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Radiation Protection in Newer Medical Imaging Techniques: PET/CT IAEA, Safety Reports Series, 53 p.

This publication, consisting of three volumes, addresses the issue of radiation protection of patients and staff when using the newer medical imaging techniques. It has been developed by the IAEA in collaboration with the World Health Organization, the International Society of Radiology and the International Commission on Radiological Protection. The first volume is devoted to positron emission tomography (PET). The emergence of hybrid systems, such as PET and computed tomography (PET/CT), has stimulated much interest in this area. This volume reviews radiation protection issues arising from PET/CT use and offers guidance on dose management and optimization. The second and third volumes address issues associated with high patient doses received from multi-detector CT (MDCT). Volume 2 focuses on MDCT in cardiac imaging and Volume 3 on its use in colonography. The volumes provide data on patient dose and risk levels, as well as information for practitioners on optimizing techniques.

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New draft report for consultation: Accidental exposures in modern radiotherapy
International Commission on Radiological Protection (ICRP), 23 Feb 2009,

The work of an ICRP Task Group is nearing completion. The report of the Task Group addresses 'Preventing Accidental Exposures from New External Beam Radiation Therapy Technologies'.
This draft has been posted here for public consultation. Because of the nature of the report, the Commission has decided on this occasion to use an accelerated consultation and production process. Therefore, the consultation period will be for 2 months only, instead of the usual 3 months. This means that comments must be entered on our consultation page no later than Friday 24 April in order for us to be able to take them into account. We hope for your understanding in spite of the short consultation time.

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NEA 50th Anniversary Historical Review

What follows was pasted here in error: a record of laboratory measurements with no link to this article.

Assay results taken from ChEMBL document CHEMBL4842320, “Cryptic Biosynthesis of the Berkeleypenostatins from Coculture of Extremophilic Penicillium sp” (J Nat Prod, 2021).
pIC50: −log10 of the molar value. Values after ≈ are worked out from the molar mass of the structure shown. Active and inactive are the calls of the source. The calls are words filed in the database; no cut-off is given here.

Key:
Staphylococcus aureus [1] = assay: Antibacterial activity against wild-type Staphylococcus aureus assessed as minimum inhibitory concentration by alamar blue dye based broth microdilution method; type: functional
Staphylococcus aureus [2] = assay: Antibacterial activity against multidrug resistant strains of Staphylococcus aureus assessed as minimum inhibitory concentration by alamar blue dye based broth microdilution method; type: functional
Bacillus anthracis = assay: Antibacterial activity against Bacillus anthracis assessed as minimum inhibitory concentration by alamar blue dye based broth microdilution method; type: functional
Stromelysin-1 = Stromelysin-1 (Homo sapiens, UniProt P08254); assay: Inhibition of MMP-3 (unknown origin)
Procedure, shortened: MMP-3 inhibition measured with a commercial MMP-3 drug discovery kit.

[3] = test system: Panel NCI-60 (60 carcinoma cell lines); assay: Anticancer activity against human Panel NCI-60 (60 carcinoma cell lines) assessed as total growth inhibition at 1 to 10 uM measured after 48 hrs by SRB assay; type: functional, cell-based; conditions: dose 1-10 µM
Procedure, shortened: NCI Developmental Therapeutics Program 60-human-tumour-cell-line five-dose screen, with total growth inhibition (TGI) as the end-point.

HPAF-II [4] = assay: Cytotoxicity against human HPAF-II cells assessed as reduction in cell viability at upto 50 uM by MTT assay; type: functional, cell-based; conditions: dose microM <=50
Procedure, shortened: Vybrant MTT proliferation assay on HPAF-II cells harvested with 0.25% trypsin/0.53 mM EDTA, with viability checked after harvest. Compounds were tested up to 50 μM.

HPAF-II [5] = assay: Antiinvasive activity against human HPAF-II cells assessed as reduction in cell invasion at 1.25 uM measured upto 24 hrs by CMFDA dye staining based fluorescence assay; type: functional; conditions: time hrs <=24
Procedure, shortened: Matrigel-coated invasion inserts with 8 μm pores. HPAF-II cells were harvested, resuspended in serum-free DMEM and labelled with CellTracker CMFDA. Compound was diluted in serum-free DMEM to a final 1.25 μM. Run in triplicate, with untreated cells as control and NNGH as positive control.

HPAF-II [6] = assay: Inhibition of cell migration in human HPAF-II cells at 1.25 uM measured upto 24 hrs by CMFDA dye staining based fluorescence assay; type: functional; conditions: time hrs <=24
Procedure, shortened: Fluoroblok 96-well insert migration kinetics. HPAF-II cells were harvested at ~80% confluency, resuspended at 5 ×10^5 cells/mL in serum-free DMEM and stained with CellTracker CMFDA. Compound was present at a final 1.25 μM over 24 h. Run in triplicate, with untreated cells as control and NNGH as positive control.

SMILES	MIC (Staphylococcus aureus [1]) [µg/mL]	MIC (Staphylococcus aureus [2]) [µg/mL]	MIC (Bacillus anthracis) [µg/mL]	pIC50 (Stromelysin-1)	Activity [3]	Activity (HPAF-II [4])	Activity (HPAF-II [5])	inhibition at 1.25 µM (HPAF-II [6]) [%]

Nuclear Energy Agency (NEA) - OCDE, 10-OCT-08, 48 p.

Although these objectives still represent a large part of its “raison d’être”, the Agency has evolved in many ways over the years. Its current membership of 28 OECD countries across the world demonstrates the present value they each draw from sharing confidently the experience collected among them, and benefiting, for example, from international joint projects and cooperative validations through “peer reviews”.

Thanks to the high competence of its standing technical committees, and their methods to arrive at consensus, the NEA has regularly produced and published “collective opinions” pointing in a large range of areas, the results achieved, the knowledge acquired, deficiencies to remedy and desirable follow ups. From the beginning of the 1970s, the Steering Committee for Nuclear Energy resolved to give the Agency’s work a more determined policy orientation. This orientation was reiterated at the end of the 1990s by the High Level Advisory Group of the OECD on the Future Role of the NEA. This invitation to involve itself in broader debates by means of its policy statements allowed the Agency to enter the wider policy discussions at OECD level encompassing sustainable development, global warming, and the evaluation of the nuclear energy option in a socio-economic context. Interest worldwide in nuclear energy is growing and there is a clear commitment to increase generating capacity in many countries in the years to come in order to achieve security of energy supplies, taking into account global warming and ever rising fossil fuel prices. The will and the tools are available to ensure that the next generation of nuclear power plants will be even safer, more cost effective and even more environmentally friendly. The NEA has demonstrated throughout its history, and particularly in recent years as Technical Secretariat to the Generation IV International Forum (GIF) and the Multinational Design Evaluation Programme (MDEP), that it possesses the competence and the managerial skills needed to pool and maintain expertise and co-ordinate multinational nuclear projects.
At the dawn of this new century the Agency appears well prepared to continue its role in sustaining international cooperation in the use of nuclear energy for peaceful purposes for the benefit of its member countries. These co-operative efforts will continue to include other countries with a view to possible membership or other modes of partnership.